It’s about 5am on Thanksgiving day. I haven’t actually been home for Thanksgiving in about five years. I haven’t actually celebrated with my family in a while. Looking back on the last five years, here are my top “Away and Abroad” Thanksgivings.
Napa Friendsgiving :
My first year away from home found me at college. As many of you may have discovered, colleges expect you to leave for the whole week of Thanksgiving. With home a little too far away, I found myself at my wonderful brother’s house, hanging out with a bunch of people about 10 years older than me. It was pretty fun though. Growing up vegetarian it was the first time I ever had real Turkey for Thanksgiving. Since my brother happened to live in St. Helena, the crown jewel of Napa Valley, the food and wine were absolutely top notch. With a family member there, it felt like a great jumping off point to experience away from home.
Rich Folks Give Thanks too:
Later in my university career, I became friends, and eventually roommates with someone whose family was a bit better off than mine. So, when she invited me to Thanksgiving with “the rich part of the family,” I very quickly said yes. We drove about two hours to reach a home that looked like it belonged on a magazine cover. The house was fully decorated with very tasteful pine wreaths and gold accessories. A fire was burning away in the outside lounge area even though no one was outside.
The interior was classy while also being over the top. It looked like it was a Thanksgiving episode of “Gossip Girl.” Each place setting was fully decked out with expensive dinerware and shining cutlery, even the childrens table was esquisyt. One attendee even taught me the technique of massaging kale, because this dinner had a kale salad involved.
Even amongst all the luxury, it didn’t quite fill the void of Thanksgiving with my own family.
Thanksgiving in London:
While living in London, I ended up finding myself looking for a place to celebrate Thanksgiving. I discovered the school puts on a special dinner for the American students, and I had to see it for myself. When I arrived I was immediately submerged in what can only be described as “what Brits think Thanksgiving is.” Even though I was told it was hosted by an American expat who worked for the school, I’m not at all convinced she remembers her time in America.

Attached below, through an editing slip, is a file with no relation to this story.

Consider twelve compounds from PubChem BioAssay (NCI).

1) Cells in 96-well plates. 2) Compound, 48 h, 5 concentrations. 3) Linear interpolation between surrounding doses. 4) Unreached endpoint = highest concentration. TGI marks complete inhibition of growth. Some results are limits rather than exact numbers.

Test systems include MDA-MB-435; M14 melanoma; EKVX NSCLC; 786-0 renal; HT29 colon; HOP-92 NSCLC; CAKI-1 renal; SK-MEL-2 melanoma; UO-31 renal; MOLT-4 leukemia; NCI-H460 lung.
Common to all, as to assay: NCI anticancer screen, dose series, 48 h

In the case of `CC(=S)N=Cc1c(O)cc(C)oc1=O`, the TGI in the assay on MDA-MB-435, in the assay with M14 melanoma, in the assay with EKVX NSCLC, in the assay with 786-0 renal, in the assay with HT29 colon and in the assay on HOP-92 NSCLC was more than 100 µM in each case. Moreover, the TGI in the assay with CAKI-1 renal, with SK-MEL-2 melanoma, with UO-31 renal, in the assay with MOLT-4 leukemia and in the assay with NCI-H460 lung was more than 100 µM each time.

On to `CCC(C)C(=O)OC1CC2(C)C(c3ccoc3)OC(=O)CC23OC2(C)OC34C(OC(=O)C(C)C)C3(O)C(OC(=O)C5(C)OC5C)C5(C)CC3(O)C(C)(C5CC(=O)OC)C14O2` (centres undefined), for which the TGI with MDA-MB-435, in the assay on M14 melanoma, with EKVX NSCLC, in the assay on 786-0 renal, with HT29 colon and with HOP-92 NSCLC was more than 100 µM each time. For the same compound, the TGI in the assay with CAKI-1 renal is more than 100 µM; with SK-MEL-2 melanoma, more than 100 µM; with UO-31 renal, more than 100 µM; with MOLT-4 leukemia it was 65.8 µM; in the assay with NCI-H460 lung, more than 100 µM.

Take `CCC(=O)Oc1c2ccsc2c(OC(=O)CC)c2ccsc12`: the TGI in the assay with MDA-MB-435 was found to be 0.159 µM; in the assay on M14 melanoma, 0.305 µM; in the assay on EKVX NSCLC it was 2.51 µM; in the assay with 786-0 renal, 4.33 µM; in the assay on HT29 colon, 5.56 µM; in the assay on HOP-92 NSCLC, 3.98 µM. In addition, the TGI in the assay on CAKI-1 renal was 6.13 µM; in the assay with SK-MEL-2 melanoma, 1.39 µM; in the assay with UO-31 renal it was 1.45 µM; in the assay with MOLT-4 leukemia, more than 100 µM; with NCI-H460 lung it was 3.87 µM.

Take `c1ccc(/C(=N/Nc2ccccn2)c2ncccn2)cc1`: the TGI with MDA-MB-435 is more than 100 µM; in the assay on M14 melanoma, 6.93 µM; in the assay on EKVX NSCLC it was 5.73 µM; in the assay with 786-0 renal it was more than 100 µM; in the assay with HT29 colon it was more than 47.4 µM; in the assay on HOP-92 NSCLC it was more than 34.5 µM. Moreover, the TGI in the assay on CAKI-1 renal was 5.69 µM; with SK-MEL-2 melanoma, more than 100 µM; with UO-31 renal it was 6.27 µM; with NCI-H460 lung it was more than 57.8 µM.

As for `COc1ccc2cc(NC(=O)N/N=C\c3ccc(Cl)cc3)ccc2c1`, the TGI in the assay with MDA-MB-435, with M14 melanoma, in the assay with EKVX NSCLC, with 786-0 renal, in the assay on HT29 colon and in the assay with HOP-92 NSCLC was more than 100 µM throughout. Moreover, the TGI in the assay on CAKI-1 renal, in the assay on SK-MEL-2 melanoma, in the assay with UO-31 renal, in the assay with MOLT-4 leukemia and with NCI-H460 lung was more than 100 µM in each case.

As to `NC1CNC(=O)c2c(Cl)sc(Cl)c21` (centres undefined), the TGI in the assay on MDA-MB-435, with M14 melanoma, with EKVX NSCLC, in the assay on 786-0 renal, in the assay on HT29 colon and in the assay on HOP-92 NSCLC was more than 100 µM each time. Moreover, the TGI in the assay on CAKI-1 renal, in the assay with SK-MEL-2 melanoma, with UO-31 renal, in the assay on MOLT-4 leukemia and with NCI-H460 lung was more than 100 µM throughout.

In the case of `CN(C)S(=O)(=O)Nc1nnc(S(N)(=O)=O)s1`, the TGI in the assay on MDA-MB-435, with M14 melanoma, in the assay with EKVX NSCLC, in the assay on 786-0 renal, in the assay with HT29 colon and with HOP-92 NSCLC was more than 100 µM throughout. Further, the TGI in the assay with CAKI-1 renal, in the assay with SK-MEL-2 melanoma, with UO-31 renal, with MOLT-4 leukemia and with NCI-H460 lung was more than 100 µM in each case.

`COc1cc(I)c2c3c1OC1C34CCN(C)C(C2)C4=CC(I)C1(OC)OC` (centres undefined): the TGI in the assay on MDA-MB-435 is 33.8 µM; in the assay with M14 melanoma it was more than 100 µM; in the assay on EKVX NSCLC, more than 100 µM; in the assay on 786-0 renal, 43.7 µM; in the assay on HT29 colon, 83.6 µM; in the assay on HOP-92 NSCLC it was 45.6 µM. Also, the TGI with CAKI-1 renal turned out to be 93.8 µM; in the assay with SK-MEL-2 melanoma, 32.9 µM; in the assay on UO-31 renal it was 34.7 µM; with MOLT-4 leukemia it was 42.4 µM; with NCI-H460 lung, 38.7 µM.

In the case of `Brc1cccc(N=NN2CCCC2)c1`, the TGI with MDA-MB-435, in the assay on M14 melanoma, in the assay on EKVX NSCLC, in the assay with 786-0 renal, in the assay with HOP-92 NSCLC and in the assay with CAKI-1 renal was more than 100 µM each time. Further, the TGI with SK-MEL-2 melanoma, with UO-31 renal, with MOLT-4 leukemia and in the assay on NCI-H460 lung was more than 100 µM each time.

The first thing I saw after walking into the room as a giant American flag hung up over where the food would soon be placed, buffet style. American flags also accompanied the place settings. The food was actually pretty good if sweet potato heavy. The weirdest part was at the end when we were expected to stay and sing “Thanksgiving Carols,” which none of the attendees knew. With a big paper due the next morning, I had to bow out and leave. A rather strange experience, but still delightful and very kind of whoever footed the bill.
Thanksgiving is an experience that is truly American. While it has a history we often like to ignore (or bring up to make your family uncomfortable, you do you.) it also is something that brings the whole country together. It doesn’t matter if you serve kale salad or way to many sweet potato-based dishes, or if your family goes with more that better suits your own traditional background, it’s a lovely American holiday that everyone can participate in. After all, if there is one thing Americans are well known for, it’s our love of food!
Have a happy and well-fed Thanksgiving!